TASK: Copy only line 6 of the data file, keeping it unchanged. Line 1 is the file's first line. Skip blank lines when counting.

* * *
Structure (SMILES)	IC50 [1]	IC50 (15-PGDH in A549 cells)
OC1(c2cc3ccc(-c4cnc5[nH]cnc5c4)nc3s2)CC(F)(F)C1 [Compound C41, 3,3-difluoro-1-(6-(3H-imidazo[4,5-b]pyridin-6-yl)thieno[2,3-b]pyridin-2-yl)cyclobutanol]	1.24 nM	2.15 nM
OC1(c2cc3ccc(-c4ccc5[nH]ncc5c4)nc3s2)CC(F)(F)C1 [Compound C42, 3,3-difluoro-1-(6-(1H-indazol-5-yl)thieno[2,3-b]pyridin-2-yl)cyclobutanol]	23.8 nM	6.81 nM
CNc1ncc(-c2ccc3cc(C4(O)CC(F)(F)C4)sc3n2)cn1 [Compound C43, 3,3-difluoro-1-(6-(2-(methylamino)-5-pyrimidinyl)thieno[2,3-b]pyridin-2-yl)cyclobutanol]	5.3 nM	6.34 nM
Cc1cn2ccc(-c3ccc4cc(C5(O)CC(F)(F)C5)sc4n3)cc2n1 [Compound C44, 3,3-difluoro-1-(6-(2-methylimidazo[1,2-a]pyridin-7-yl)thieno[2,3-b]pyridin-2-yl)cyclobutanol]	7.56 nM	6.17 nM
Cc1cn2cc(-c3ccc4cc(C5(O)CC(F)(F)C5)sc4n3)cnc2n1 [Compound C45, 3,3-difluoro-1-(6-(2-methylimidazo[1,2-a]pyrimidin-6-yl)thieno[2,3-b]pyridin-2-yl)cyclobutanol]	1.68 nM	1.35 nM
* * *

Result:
Cc1cn2cc(-c3ccc4cc(C5(O)CC(F)(F)C5)sc4n3)cnc2n1 [Compound C45, 3,3-difluoro-1-(6-(2-methylimidazo[1,2-a]pyrimidin-6-yl)thieno[2,3-b]pyridin-2-yl)cyclobutanol]	1.68 nM	1.35 nM